presented by Ann Porretto-Loehrke
What do I do with patients that hurt all over? Why does the carpal tunnel symptoms seem to keep coming back? This course continues with the examination process for disputed neurogenic thoracic outlet syndrome with emphasis on joint-specific testing for compressors.
CHTs, when submitting this for recertification through HTCC, this course can be used for CAT B (hand therapy courses < 3 hours in length); however, if this course certificate is submitted with the following course certificates listed below (or any combination totaling 3 hours or more), they can be submitted under CAT A (hand therapy courses > 3 hours in length).
Ann Porretto-Loehrke is a skilled clinician and dynamic instructor. She is the therapy manager of a large department at the Hand to Shoulder Center. Ann is a Certified Hand Therapist (CHT) and a Certified Orthopedic Manual Therapist (COMT) for treatment of the upper quadrant through the International Academy of Orthopedic Medicine (IAOM). She has extensive training in the evaluation and treatment of the upper quadrant. Ann completed a post-professional Doctorate in Physical Therapy (DPT) degree from Drexel University with a specialty in hand and upper quarter rehabilitation. Most recently, Ann has become certified in dry needling through Myopain Seminars, as a Certified Myofascial Trigger Point Therapist (CMTPT). She previously served as the Vice-Chair of the Examination committee for the Hand Therapy Certification Commission (HTCC). Ann also previously served as the Northeast District chair for the Wisconsin Physical Therapy Association from 2004 to 2008. She is a lead instructor who developed the Hand & Upper Extremity Track through IAOM, a set of six manual therapy courses designed specifically for hand and upper extremity specialists. Ann has presented at American Society of Hand Therapists (ASHT) annual conferences, Canadian Hand Conferences, Philadelphia meeting, and Teton Hand Conference.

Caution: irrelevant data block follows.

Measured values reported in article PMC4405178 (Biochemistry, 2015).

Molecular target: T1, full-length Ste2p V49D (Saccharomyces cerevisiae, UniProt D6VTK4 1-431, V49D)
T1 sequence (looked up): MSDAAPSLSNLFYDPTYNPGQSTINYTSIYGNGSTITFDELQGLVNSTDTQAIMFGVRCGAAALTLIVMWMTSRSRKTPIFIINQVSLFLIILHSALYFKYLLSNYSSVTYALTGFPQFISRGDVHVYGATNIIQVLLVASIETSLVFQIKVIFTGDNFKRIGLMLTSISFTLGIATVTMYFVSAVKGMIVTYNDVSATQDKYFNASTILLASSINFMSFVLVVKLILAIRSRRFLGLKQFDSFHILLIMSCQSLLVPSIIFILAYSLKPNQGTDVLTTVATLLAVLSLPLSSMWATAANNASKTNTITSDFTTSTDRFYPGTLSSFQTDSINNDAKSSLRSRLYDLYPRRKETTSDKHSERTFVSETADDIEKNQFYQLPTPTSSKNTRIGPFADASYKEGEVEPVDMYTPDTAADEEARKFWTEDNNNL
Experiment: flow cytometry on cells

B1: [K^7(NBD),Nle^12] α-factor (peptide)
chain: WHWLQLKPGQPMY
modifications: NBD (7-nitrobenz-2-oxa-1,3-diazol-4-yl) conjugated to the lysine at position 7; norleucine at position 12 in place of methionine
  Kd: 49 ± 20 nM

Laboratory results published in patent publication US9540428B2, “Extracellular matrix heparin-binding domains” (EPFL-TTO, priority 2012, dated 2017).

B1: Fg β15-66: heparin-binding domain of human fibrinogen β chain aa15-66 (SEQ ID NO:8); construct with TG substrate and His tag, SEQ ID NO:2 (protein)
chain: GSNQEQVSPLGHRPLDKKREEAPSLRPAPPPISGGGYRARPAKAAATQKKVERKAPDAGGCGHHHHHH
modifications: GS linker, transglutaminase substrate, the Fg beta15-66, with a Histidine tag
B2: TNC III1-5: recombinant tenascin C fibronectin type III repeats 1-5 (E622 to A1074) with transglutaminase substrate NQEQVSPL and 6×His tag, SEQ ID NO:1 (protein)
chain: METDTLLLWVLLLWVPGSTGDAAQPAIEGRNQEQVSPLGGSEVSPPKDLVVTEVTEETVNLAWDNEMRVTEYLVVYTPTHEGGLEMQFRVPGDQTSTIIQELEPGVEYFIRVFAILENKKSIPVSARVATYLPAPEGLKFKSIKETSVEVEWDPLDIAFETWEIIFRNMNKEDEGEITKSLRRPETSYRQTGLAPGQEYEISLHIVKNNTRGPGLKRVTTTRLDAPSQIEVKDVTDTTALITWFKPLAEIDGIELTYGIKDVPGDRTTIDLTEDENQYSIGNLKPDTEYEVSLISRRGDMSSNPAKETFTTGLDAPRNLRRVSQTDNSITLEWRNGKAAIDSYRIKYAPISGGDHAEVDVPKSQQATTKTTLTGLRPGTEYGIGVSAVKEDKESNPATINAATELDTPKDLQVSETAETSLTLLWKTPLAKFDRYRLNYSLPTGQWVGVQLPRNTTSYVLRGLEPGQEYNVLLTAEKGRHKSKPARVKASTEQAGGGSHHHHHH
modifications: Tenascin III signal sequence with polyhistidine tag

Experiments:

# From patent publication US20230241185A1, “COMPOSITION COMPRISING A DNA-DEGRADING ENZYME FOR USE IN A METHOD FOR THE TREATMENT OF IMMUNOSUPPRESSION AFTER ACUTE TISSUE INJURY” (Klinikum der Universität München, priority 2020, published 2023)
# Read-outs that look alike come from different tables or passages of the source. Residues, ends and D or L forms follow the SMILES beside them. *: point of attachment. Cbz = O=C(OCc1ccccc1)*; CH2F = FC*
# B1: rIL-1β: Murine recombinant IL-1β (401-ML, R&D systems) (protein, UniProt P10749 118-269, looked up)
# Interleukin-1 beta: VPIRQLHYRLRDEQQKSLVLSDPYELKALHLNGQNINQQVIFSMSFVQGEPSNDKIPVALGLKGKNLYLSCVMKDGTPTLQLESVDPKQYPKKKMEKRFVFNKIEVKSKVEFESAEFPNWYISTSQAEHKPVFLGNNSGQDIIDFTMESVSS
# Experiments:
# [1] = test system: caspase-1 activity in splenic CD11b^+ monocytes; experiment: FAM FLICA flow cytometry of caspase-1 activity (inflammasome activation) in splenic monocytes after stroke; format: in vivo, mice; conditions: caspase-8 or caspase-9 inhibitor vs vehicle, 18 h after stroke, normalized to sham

Poor scapular alignment and limited mobility in the upper extremity elevation chain can contribute to TOS, especially with compressors. This chapter covers how to assess resting scapular position and dynamic control as well as performing the Passive Elevation Test to determine if further joint-specific testing is indicated at the acromioclavicular joint (ACJ) or sternoclavicular joint (SCJ).
Posterior glenohumeral joint (GHJ) tightness can contribute to poor scapular mechanics. In addition, end-range GHJ limitations can contribute to TOS “compressor” symptoms. This chapter covers how to assess posterosuperior and posteroinferior GHJ with the arm at the side as well as how the Passive Elevation Test can determine if further joint-specific testing is indicated at the GHJ at end-range.
Stiffness in the upper thoracic spine can be a culprit with poor scapular mechanics and brachial plexus issues. This chapter covers how to assess upper thoracic extension and rotation mobility.